Lying About My Age: A Reflection on Ageism
I am seriously thinking about lying about my age. Of course it’s impossible. The internet has my age engraved in perpetuity.
I notice the difference immediately after my most casual face-to-face social revelation of the “number” – even if it is merely a reminder to my friends and my children. The change in expression is immediate, and the processing in the receiver’s brain, while subliminal, is obvious.
In a flash, I have changed my status from respectful and collegial and transformed it suddenly to “over the hill,” someone to be tolerated, politely and diplomatically endured but no longer consequential. The reaction is typical and understandable. It is built into the life cycle, a generational flaw that carries few exceptions. It is hard to re-educate people to the notion that humans are not like socks, where one size fits all.
What I have begun to realize is that, whether deserved or not, one’s number reveals one’s category and my category and those of my peers sends the message of “tolerate but irrelevant.” It is a form of bias that closes the door on the wisdom that only firsthand experience can convey.
The fact is that my “number” and upward is shared by many people who are still very much involved, active participants in busy and arguably important human endeavors. We may be merely statistical survivors, but we are still out there, a senior cadre of wisdom and experience that cannot and must not be consigned to the rubbish bin of contemporary history. We are still climbing the hill and are not yet at the summit heading downward.
We have witnessed the good and bad choices by politicians, journalists, academics and various leaders in numerous other occupations that collude to create our culture. We have observed their many follies and their successes, have walked through the mountains of corpses of the last century, observed the stupidities of unworkable ideologies, and have seen the glories of science that have vastly improved our health, longevity and lifestyles.
In the U.S, there are six million in the number category of which I speak. Admittedly some of that group are incapacitated physically and mentally. But there are millions still heavily involved in contemporary life, contributing their experience, insight, imagination and creativity to make positive change in society.
There may be skeptics out there who believe I am offering conclusions based on narrow personal experience, but I am willing to bet the barn there are millions out there who will testify that I am not alone in my assessment.
I am as active in my career as ever. My daily writing habits have not changed. I continue to write my novels, plays, poems and essays and do what writers do, which is to conjure ideas, fashion them into stories and generally communicate the results to potential readers.
I do confess that I am not as agile or as flexible as when I was a 23-year-old soldier in the Korean War or as formidable as I used to be in other areas requiring more extreme physicality, but I have not yet reduced my twice-a-week Pilates exercises and can still claim a robust level in my fantasy life.
Nevertheless, when I do honestly reveal my “number” to an inquisitive stranger, especially those of a younger demographic, I note an instant revision of their attitude, and I am instantly reminded about every cliché about ageism that afflicts the culture from Charles Dickens’ “aged P” character in Great Expectations to the real-life possibility of bureaucrats deciding end-of-life options.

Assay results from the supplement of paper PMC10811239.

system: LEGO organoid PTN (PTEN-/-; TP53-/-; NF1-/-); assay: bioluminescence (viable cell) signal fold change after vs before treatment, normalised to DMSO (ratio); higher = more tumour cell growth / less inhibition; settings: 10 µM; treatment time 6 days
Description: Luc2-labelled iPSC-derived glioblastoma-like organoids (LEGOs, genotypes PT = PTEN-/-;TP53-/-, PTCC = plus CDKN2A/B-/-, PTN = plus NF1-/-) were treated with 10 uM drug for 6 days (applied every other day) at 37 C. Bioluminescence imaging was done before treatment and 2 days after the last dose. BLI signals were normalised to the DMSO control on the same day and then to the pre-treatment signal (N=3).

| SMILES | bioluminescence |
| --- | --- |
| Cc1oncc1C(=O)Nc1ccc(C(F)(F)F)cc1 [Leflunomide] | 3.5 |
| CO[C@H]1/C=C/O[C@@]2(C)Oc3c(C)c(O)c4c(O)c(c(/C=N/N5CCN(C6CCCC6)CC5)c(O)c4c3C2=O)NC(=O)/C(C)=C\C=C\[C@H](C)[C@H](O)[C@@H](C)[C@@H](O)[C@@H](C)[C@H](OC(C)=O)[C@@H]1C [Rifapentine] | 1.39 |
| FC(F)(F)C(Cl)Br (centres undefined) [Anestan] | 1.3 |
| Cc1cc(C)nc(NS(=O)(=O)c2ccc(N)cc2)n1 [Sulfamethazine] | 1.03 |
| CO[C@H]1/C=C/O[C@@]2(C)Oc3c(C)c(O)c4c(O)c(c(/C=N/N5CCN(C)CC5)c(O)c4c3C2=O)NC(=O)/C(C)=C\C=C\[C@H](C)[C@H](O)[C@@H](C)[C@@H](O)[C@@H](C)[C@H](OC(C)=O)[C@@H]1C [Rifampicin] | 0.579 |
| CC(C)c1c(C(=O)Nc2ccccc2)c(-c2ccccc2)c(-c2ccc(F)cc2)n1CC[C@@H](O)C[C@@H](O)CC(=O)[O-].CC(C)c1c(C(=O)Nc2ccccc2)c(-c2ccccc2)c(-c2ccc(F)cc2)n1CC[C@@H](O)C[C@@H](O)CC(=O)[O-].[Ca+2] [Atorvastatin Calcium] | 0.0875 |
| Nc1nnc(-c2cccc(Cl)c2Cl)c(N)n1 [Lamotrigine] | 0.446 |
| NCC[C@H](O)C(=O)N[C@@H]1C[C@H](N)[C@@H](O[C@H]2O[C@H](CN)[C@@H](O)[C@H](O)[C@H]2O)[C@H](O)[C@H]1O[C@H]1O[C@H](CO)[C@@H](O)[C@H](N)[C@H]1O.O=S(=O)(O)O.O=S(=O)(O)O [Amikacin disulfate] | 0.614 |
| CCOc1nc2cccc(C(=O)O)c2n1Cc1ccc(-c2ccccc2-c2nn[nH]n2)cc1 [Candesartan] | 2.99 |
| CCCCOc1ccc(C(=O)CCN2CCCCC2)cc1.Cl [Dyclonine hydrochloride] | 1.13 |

Aged P, for those who don’t recall this wonderful masterpiece by Dickens, was the father of John Wemmick who instructs Pip how to socialize with his aged father: “Nod away at him Mr. Pip, nod away at him if you please. That’s what he likes, like winking.”
Consider what can be learned from someone who has lived through the better part of the 20th century and on into the 21st, a witness to events that would seem to a millennial as beyond imagining. Indeed, having seen with our own eyes the ups and downs of the past offers lessons too invaluable to be dismissed on the basis of “tolerate but irrelevant.”
To throw that demographic of which I am a proud and lucky member on the rubbish heap of irrelevance is a critical mistake. Technology may radically change many things, but personally witnessed and lived-through experience tells us that human nature, however we manipulate and extend life, however we attempt to change the rules of human engagement, however much we destroy (and, hopefully rejuvenate) our environment, however long our planet can remain populated by the human animal, our basic nature with all its contradictions and propensity for good or evil will remain the same imperfect specimen.
I can hope only that this message resonates beyond the periphery of the words in this issue. Instead of “tolerate but irrelevant,” perhaps those who bear my number and beyond should be regarded with the frame of “listen, consider and learn.”
Oh, yes, my category. I was born seven months after “Lucky Lindy” made his solo flight over the Atlantic to Paris. It was a helluva year. You do the math.
Learn more about Warren Adler’s writing career.
Warren Adler is the best-selling author of more than 50 novels and hundreds of short stories, plays and essays. Several of his works have been made into movies, including The War of the Roses, Random Hearts and Private Lies. His short story collection, The Sunset Gang, was adapted into the miniseries for PBS and garnered Doris Roberts an Emmy nomination.